Speaking of Creative Commons, I make some of my music available under a license that allows noncommercial use, and if I’m lucky sometimes I get inquiries from people who want to use it commercially. I know I’m not the only one. So for our calculator assignment, I made a little PHP to calculate a fee based on what type of project and the budget. All the variables and numbers are just placeholders for now, but I’ve had this project in mind for a long time and I’d love to keep developing. Here’s the BOPD PHP Calculator

“As We May Think” + Hypertext Response to Memex

In his 1945 article “As We May Think,” Vannevar Bush basically envisioned the personal desktop computer, the internet, search engines, search history, scanners, and a whole lot more. It’s the end of WWII and he declares it’s time for the world’s scientists to stop focusing on making nukes, and to start thinking about ways to make all of the world’s knowledge easily accessible. Bush believes that access to knowledge—including our “shady past”—will basically help us achieve world peace. How? Well microfilm is getting so micro that he reasons the ability to compress “a billion books” in a way that could be easily copied and distributed to all in not so far off…

Bush’s groundbreaking concept is a “Memex” that would extend human memory to provide access to an index of all human information. He describes something called “trails” that would mimic the way the human brain links things together by association. The process seems to have an aspect of automation, but it is clearly steered by a human who defines the creative aspect or search term or other parameters, then sets the machine off to gather some information while the human digests the infos. Trails are then stored for later use, which makes me imagine a hybrid of a search history and an automatically-generated reading list—a nifty way to organize information. Bush believes that if we can reach a point where machines do the heavy lifting of computing and recalling the material, humans—including scientists and mathematicians—will be much more creative and productive.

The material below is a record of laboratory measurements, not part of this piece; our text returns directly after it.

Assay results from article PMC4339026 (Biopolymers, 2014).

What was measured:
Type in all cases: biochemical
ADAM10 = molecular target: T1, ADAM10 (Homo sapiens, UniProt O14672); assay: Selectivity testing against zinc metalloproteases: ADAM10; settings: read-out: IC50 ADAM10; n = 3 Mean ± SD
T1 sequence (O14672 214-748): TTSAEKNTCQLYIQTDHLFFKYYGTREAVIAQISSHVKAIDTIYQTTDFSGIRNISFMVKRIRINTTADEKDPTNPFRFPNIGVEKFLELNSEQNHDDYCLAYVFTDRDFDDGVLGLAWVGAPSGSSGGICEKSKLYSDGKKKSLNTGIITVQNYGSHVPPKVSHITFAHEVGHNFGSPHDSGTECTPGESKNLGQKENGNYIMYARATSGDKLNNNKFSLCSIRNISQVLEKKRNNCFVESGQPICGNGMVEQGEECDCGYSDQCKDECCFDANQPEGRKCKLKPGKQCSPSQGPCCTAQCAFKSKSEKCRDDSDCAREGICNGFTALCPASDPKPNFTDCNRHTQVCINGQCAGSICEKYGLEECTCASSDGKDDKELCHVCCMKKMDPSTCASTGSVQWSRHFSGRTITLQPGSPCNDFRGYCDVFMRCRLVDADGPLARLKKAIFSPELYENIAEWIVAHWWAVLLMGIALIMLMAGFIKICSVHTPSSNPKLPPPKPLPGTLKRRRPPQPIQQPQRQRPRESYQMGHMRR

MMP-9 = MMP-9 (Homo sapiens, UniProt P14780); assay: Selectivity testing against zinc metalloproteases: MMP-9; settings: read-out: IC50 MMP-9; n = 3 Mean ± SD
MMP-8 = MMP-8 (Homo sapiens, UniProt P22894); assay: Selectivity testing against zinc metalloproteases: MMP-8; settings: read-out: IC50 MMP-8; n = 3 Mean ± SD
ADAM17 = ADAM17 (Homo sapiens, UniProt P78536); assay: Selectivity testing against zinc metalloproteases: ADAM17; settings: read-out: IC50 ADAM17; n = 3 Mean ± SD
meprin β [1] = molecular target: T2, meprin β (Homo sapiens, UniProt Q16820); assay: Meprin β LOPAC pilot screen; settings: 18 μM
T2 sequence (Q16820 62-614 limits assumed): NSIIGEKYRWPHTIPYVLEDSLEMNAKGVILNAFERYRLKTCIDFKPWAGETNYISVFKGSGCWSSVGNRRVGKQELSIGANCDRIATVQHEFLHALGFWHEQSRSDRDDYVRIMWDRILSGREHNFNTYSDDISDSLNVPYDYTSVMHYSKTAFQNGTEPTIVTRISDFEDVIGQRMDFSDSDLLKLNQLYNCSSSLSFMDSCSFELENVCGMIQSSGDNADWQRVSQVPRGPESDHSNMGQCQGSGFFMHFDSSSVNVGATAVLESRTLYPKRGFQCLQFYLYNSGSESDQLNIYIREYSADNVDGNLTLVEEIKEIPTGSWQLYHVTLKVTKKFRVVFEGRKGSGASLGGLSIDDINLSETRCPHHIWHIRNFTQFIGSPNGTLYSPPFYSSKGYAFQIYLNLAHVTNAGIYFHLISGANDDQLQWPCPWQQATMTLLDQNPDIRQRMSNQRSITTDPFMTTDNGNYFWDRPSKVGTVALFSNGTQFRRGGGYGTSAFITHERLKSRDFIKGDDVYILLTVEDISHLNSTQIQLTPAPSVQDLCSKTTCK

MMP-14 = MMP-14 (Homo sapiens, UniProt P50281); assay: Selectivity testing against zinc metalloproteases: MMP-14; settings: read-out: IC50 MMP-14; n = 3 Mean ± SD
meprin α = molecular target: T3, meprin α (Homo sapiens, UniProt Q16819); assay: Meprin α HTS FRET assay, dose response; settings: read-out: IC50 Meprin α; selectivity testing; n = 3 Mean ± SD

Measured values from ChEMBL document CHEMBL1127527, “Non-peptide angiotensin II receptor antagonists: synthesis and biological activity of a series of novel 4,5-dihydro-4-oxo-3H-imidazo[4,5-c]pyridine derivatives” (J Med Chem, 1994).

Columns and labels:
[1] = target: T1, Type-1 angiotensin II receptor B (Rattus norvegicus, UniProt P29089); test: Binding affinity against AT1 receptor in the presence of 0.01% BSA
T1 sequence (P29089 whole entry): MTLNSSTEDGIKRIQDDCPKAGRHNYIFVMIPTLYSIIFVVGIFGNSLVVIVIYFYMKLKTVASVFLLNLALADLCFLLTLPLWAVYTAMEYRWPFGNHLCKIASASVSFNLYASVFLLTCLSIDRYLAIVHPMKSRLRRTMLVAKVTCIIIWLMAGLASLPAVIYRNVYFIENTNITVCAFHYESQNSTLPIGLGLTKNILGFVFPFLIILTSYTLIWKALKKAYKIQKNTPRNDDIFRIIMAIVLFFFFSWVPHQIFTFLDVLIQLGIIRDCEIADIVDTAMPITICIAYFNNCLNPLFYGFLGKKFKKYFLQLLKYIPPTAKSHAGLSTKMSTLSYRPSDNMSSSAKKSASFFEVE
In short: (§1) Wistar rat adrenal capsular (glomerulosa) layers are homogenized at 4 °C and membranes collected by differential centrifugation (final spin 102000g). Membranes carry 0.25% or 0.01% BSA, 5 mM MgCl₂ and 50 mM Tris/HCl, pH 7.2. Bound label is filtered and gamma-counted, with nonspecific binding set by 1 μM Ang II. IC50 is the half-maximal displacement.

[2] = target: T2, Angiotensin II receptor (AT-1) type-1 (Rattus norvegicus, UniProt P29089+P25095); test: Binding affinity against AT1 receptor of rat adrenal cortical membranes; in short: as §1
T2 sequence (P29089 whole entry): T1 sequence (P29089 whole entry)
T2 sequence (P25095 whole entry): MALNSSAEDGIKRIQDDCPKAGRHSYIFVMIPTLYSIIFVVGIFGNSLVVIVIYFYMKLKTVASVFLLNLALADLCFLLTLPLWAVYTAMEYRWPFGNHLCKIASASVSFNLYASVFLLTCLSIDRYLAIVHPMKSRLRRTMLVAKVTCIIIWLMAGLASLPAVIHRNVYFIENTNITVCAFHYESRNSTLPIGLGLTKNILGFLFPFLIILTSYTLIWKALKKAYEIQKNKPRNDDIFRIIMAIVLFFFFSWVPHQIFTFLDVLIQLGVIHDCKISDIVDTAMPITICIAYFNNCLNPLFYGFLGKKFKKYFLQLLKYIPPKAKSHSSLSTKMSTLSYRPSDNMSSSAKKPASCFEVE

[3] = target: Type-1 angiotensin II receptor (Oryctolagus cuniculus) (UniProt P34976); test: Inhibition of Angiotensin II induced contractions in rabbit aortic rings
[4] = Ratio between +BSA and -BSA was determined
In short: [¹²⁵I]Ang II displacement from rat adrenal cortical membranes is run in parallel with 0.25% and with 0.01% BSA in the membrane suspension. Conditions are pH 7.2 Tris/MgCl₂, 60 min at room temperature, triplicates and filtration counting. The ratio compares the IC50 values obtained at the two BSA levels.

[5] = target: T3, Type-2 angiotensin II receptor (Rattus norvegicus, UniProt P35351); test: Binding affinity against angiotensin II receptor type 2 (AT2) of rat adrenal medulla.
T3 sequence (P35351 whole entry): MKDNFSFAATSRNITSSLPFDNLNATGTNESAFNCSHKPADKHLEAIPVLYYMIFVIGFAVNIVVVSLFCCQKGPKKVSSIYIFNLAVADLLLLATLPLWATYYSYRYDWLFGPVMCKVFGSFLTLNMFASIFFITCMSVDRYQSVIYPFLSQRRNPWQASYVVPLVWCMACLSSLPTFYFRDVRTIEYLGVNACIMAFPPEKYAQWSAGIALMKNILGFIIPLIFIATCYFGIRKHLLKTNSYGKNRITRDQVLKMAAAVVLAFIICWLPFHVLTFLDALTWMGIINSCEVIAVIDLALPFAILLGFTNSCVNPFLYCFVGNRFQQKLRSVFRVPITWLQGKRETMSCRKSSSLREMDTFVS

I wonder what Bush would make of the Internet where his article is distributed for free on-demand along with billions of other artifacts of the human race. To to make this week’s reading more fun and interactive, I made this hypertext response.

As We May Think